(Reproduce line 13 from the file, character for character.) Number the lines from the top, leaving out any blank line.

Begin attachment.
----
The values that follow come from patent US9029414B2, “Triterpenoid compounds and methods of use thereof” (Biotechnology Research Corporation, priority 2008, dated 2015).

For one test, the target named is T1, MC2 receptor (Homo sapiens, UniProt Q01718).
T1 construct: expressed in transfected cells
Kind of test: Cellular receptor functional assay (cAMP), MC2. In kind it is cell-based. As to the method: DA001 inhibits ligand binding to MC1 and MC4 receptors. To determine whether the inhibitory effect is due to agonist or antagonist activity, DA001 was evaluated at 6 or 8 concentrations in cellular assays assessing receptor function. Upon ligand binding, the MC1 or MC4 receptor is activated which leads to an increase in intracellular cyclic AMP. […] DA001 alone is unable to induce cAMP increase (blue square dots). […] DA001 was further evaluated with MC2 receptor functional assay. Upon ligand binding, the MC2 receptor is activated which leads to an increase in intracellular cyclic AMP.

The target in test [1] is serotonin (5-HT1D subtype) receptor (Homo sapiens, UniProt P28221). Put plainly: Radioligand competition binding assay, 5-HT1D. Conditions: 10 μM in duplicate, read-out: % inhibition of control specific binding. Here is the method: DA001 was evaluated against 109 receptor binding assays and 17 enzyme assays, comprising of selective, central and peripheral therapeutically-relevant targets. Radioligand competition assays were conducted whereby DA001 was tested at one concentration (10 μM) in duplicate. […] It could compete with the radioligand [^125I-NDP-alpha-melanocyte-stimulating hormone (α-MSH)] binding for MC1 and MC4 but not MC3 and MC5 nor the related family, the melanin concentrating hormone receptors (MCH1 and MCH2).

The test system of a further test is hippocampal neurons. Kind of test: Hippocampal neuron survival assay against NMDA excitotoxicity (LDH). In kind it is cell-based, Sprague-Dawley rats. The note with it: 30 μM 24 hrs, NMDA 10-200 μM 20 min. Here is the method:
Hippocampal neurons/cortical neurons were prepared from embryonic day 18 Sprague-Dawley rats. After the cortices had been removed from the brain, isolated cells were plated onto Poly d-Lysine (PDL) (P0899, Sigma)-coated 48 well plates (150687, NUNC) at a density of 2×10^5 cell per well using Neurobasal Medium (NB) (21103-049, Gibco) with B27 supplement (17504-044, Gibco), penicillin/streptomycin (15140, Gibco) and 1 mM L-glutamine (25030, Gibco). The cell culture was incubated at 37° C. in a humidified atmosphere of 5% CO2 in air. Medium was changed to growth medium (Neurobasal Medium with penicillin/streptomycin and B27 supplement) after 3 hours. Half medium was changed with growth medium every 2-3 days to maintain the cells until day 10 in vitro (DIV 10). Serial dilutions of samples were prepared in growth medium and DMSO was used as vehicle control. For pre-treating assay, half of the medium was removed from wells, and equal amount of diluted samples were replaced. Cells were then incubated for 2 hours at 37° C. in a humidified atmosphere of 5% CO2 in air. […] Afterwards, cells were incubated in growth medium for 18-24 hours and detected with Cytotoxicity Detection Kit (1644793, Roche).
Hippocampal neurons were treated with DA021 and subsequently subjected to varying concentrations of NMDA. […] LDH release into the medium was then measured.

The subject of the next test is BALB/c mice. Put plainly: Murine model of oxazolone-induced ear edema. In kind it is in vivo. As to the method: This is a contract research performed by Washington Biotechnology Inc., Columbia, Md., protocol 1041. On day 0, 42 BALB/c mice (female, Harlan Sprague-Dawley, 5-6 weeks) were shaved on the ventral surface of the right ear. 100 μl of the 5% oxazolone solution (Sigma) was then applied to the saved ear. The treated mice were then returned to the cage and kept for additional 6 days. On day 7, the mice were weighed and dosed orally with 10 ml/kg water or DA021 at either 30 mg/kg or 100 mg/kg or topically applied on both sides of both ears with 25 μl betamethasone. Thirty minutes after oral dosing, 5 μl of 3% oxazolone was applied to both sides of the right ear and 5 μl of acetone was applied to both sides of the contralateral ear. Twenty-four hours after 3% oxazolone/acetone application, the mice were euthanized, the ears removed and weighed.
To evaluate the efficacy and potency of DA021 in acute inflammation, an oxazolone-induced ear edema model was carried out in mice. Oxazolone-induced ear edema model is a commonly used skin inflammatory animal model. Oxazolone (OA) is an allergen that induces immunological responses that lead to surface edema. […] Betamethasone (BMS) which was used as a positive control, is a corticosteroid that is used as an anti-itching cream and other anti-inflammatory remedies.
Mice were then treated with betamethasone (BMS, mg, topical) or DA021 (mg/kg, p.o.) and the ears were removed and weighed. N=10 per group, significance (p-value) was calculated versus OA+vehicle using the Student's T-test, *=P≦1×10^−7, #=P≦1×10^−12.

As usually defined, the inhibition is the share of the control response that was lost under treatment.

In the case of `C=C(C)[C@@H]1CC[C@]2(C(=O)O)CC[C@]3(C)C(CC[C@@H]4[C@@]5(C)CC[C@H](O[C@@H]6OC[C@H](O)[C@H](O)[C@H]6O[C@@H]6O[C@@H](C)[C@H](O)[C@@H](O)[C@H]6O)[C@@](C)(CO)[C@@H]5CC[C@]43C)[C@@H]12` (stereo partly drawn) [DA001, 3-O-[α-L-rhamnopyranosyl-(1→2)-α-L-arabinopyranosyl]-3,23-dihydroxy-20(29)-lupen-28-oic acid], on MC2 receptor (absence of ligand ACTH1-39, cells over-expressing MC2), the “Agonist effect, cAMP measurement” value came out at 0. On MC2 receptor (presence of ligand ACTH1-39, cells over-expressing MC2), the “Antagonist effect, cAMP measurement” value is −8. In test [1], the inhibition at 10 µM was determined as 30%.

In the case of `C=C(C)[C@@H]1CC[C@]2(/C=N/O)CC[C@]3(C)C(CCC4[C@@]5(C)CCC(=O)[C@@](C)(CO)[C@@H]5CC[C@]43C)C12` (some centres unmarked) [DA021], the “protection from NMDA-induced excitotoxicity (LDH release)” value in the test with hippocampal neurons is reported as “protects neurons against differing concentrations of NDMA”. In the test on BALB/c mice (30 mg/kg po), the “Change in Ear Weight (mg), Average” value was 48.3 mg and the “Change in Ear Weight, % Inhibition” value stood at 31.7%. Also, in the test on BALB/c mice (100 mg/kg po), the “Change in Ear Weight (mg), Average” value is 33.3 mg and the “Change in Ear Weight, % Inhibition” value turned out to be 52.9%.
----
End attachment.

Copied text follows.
In the case of `C=C(C)[C@@H]1CC[C@]2(C(=O)O)CC[C@]3(C)C(CC[C@@H]4[C@@]5(C)CC[C@H](O[C@@H]6OC[C@H](O)[C@H](O)[C@H]6O[C@@H]6O[C@@H](C)[C@H](O)[C@@H](O)[C@H]6O)[C@@](C)(CO)[C@@H]5CC[C@]43C)[C@@H]12` (stereo partly drawn) [DA001, 3-O-[α-L-rhamnopyranosyl-(1→2)-α-L-arabinopyranosyl]-3,23-dihydroxy-20(29)-lupen-28-oic acid], on MC2 receptor (absence of ligand ACTH1-39, cells over-expressing MC2), the “Agonist effect, cAMP measurement” value came out at 0. On MC2 receptor (presence of ligand ACTH1-39, cells over-expressing MC2), the “Antagonist effect, cAMP measurement” value is −8. In test [1], the inhibition at 10 µM was determined as 30%.